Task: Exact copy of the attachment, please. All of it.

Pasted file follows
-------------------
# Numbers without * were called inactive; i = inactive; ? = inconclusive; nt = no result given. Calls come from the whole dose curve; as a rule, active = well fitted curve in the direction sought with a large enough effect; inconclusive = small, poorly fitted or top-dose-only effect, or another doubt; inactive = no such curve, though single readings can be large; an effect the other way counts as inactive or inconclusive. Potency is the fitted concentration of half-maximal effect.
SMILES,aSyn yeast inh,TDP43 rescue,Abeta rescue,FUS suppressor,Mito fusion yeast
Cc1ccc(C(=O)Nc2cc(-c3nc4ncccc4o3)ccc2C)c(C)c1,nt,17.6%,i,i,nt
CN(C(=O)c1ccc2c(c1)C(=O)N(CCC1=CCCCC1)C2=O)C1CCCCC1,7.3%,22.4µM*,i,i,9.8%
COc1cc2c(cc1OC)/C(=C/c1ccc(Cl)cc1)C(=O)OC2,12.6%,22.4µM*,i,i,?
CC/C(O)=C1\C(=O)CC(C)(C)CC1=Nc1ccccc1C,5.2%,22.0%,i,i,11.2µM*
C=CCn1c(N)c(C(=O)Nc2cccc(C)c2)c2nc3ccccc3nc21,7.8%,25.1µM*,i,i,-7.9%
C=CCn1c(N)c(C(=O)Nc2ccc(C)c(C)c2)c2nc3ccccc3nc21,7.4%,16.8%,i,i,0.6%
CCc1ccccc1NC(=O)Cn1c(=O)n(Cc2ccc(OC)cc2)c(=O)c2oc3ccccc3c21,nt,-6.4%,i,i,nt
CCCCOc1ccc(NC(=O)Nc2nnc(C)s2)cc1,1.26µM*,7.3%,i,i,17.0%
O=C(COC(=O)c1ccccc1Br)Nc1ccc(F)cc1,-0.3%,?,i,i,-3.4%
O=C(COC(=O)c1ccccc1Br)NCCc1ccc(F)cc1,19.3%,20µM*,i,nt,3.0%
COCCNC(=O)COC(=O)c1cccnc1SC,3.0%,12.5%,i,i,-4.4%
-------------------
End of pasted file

# Numbers without * were called inactive; i = inactive; ? = inconclusive; nt = no result given. Calls come from the whole dose curve; as a rule, active = well fitted curve in the direction sought with a large enough effect; inconclusive = small, poorly fitted or top-dose-only effect, or another doubt; inactive = no such curve, though single readings can be large; an effect the other way counts as inactive or inconclusive. Potency is the fitted concentration of half-maximal effect.
SMILES,aSyn yeast inh,TDP43 rescue,Abeta rescue,FUS suppressor,Mito fusion yeast
Cc1ccc(C(=O)Nc2cc(-c3nc4ncccc4o3)ccc2C)c(C)c1,nt,17.6%,i,i,nt
CN(C(=O)c1ccc2c(c1)C(=O)N(CCC1=CCCCC1)C2=O)C1CCCCC1,7.3%,22.4µM*,i,i,9.8%
COc1cc2c(cc1OC)/C(=C/c1ccc(Cl)cc1)C(=O)OC2,12.6%,22.4µM*,i,i,?
CC/C(O)=C1\C(=O)CC(C)(C)CC1=Nc1ccccc1C,5.2%,22.0%,i,i,11.2µM*
C=CCn1c(N)c(C(=O)Nc2cccc(C)c2)c2nc3ccccc3nc21,7.8%,25.1µM*,i,i,-7.9%
C=CCn1c(N)c(C(=O)Nc2ccc(C)c(C)c2)c2nc3ccccc3nc21,7.4%,16.8%,i,i,0.6%
CCc1ccccc1NC(=O)Cn1c(=O)n(Cc2ccc(OC)cc2)c(=O)c2oc3ccccc3c21,nt,-6.4%,i,i,nt
CCCCOc1ccc(NC(=O)Nc2nnc(C)s2)cc1,1.26µM*,7.3%,i,i,17.0%
O=C(COC(=O)c1ccccc1Br)Nc1ccc(F)cc1,-0.3%,?,i,i,-3.4%
O=C(COC(=O)c1ccccc1Br)NCCc1ccc(F)cc1,19.3%,20µM*,i,nt,3.0%
COCCNC(=O)COC(=O)c1cccnc1SC,3.0%,12.5%,i,i,-4.4%